A member of the college's faculty since 1971, Epifanio conducts research on the biology of the larval and early life stages of ecologically and commercially important fish and crustaceans, such as the blue crab. He has taught various courses in marine biology and biological oceanography and has advised more than 50 students in obtaining their graduate degree. In 2002, Epifanio was honored as the first recipient of UD's Outstanding Graduate Student Mentoring and Advising Award.
Department of Marine Biosciences
Dr. Epifanio is currently involved in a number of writing projects. These include a review paper on behavioral adaptations in crab larvae and a book chapter on responses of crustacean larvae to visual, chemical, and tactile stimuli. The book chapter is part of an Oxford University Press series on the natural history of the Crustacea.
PhD, zoology, Duke University
B.S., biology, Lafayette College
Epifanio, C.E. and J.H. Cohen. 2016. Behavioral adaptations in larvae of brachyuran crabs: A review. J. Exp. Mar. Biol. Ecol. 482:85-105. doi: 10.1016/j.jembe.2016.05.006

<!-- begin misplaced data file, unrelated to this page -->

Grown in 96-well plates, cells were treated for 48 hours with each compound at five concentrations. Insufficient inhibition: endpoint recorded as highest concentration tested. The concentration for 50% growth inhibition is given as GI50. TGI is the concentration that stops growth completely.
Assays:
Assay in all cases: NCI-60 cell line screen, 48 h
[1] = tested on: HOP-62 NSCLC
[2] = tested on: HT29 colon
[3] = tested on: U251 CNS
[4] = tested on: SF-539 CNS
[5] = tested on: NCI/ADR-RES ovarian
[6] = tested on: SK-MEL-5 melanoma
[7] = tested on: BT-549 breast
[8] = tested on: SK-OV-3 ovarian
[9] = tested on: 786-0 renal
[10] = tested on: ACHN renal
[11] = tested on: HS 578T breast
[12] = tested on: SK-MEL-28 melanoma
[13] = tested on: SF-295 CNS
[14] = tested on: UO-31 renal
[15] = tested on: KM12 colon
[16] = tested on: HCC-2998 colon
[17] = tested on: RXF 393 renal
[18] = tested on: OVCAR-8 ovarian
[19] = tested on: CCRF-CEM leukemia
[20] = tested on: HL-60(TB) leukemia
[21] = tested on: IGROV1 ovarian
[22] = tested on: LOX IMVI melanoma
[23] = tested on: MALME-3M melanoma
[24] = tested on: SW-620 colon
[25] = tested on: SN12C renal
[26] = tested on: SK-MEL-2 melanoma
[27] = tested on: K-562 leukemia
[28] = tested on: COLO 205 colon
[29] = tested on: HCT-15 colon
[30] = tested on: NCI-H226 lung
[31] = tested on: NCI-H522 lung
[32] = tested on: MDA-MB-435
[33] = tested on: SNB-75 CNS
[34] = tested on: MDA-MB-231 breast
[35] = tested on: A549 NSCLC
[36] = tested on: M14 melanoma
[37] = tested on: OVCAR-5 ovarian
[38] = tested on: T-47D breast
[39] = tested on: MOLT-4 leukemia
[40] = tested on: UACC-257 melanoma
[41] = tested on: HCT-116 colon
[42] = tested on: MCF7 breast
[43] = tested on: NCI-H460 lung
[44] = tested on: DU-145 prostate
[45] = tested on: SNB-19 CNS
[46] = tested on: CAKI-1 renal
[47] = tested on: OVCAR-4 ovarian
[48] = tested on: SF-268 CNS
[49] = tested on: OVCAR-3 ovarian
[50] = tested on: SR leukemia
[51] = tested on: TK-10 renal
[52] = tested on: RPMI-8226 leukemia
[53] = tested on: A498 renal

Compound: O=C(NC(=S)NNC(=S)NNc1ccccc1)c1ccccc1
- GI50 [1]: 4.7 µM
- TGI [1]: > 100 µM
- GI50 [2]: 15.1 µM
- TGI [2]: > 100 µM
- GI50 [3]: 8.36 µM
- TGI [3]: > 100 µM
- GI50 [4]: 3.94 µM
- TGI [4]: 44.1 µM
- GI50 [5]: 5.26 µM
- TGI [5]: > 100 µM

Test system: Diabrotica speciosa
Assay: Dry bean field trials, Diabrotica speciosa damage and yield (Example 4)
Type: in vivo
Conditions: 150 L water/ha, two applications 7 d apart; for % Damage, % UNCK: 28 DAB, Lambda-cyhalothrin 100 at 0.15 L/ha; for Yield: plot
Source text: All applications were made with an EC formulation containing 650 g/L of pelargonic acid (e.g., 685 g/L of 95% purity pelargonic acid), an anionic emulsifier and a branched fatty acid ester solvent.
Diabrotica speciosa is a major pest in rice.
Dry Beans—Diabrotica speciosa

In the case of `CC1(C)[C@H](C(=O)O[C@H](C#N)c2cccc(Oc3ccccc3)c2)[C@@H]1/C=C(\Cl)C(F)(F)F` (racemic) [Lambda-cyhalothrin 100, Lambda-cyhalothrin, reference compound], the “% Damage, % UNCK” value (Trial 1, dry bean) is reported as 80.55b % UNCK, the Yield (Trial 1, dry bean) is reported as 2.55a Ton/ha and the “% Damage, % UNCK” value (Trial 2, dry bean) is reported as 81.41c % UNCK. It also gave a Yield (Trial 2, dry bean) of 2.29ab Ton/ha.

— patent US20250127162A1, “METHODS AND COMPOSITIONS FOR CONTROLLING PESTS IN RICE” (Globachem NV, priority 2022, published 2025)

Schab, C.M., S. Park, L.A. Waidner, and C.E. Epifanio. 2013. Return of the native: historical comparison of invasive and indigenous crab populations near the mouth of Delaware Bay. J. Shellfish Biol. 32(3): 751-758. doi: 10.2983/035.032.0318
Epifanio, C.E., A.I Dittel, and C.E. Tilburg. 2013. Abundance of invasive and native crab larvae in the mouth of Delaware Bay: Hemigrapsus sanguineus and Uca pugnax. J. Shellfish Biol. 32:543-550. doi: 10.2983/035.032.0235
Scholarly activities are focused on the ecology of crustacean larvae, particularly the factors that drive year-to-year variation in population size. Dr. Epifanio is retired from the teaching faculty and is not accepting new students. However, he will be available to serve on graduate-student advisory committees for the foreseeable future.